Kids & Cell Phones: How to Decide What They Need

By: Melanie Radzicki McManus

Cell Phone Plans for Kids

There are three basic types of cell phone plans. First is the prepaid plan, where there's no long-term contract, and you simply purchase the number of minutes or messages you want. Generally, such plans cover one phone. The advantage to a prepaid plan is that you control how many minutes your child can talk each month, and how many text messages he or she can receive. You're also protected from unexpected, expensive bills if your kid spends way too much time on the phone.

The other two basic plans are both contract plans; one covers a single line, while the other covers multiple people and phones (aka a family plan). Under these plans, you pay a monthly fee for a set period of time -- typically one or two years -- and receive a certain number of minutes and/or messages each month. If your plan covers one line, that line gets to use all of those minutes and messages. If you purchase a family plan, the minutes and messages are shared among phones. If you exceed your plan's allotted number of minutes and messages, you're billed extra -- although you can also pay to receive unlimited minutes/messages. The main benefits of contract plans are that they often include free phones, and may be cheaper overall in the long run.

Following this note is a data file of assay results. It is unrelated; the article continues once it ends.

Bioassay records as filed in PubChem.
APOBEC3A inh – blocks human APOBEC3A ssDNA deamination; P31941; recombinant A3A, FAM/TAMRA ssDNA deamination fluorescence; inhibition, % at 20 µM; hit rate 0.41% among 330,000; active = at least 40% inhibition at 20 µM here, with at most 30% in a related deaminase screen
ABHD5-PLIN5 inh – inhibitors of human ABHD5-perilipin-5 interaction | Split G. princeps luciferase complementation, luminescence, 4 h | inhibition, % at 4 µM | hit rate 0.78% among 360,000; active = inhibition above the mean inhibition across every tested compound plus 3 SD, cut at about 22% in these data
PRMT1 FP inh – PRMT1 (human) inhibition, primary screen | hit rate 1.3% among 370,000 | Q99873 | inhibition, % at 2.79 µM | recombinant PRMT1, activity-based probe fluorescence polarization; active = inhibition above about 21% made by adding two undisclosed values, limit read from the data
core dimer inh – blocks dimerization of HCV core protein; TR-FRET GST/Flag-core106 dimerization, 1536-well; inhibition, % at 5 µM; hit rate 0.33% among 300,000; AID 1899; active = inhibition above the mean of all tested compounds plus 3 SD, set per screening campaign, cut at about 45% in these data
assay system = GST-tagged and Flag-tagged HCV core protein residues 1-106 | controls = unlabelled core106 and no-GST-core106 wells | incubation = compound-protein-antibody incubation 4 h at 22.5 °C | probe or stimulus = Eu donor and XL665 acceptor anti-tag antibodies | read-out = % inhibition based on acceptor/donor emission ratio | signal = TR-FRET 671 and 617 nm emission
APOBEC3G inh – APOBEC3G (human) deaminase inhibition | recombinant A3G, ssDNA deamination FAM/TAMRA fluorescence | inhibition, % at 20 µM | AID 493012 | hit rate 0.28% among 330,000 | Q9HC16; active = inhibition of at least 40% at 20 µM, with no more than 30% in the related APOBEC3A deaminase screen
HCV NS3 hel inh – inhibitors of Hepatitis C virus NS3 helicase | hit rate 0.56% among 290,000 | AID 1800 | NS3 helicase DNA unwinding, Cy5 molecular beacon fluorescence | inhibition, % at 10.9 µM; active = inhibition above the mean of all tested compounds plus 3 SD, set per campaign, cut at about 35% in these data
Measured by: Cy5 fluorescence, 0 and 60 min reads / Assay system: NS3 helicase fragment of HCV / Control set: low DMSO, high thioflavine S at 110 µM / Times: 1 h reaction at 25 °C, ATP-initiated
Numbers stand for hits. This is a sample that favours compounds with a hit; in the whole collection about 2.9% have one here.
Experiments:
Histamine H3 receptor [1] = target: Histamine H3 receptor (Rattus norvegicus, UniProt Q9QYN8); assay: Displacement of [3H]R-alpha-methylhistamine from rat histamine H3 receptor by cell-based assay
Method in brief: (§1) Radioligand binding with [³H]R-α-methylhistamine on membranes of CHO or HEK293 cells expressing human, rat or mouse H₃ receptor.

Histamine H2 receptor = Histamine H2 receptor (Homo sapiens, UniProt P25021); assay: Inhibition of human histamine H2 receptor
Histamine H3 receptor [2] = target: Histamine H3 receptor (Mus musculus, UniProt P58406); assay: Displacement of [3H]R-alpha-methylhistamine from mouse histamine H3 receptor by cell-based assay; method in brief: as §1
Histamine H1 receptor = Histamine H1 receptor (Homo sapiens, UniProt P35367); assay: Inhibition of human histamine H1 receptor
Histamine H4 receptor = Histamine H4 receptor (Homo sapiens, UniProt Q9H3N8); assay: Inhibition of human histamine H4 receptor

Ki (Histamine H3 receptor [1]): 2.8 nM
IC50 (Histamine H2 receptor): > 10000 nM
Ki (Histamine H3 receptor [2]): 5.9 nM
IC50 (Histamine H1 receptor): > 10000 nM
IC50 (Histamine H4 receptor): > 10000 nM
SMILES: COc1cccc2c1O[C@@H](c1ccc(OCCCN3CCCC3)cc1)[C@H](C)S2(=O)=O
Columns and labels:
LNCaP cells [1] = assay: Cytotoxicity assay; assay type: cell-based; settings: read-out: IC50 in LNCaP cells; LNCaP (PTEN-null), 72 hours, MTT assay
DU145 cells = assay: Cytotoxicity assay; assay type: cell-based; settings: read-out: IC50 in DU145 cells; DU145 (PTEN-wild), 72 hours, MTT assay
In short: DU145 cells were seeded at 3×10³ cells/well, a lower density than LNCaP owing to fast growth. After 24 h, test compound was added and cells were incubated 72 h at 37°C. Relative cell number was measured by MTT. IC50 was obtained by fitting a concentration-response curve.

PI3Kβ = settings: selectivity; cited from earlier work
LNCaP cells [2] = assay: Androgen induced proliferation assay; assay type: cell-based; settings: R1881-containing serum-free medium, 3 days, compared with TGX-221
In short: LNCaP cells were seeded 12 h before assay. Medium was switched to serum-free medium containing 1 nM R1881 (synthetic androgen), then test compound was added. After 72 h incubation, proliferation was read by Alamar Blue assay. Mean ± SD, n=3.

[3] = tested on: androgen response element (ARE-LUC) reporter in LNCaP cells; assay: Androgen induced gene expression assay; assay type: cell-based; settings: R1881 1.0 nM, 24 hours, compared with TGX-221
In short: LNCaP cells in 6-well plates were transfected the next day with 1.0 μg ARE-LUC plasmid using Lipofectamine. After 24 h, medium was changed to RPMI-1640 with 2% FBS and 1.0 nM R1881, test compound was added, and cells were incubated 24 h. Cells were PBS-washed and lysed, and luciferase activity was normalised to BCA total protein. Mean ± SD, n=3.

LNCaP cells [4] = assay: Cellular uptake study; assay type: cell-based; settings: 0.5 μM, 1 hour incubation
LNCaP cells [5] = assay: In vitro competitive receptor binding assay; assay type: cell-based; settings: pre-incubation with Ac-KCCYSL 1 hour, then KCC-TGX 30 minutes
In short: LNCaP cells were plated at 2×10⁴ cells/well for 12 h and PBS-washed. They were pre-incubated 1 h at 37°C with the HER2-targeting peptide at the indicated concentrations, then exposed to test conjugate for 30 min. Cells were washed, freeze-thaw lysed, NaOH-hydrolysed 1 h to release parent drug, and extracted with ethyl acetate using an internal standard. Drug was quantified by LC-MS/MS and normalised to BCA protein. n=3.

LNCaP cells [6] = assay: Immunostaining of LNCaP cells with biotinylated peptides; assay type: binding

The cost for these plans varies greatly, depending on your carrier, the phones you select, the options you choose, the length of your contract, etc. It also makes a difference if, say, your cell phone is bundled in with other household services like cable television and Internet. However, in general, if you have several phones, a family plan is the most cost-effective.

If your child is new to cell phones, or you've got one on the irresponsible side, most family plans allow you control the number of minutes, messages and downloads allowed per line, which means no unwelcome surprises when the bill comes in the mail. Other parental options include blocking certain numbers from specific phones and blocking usage at certain times of the day.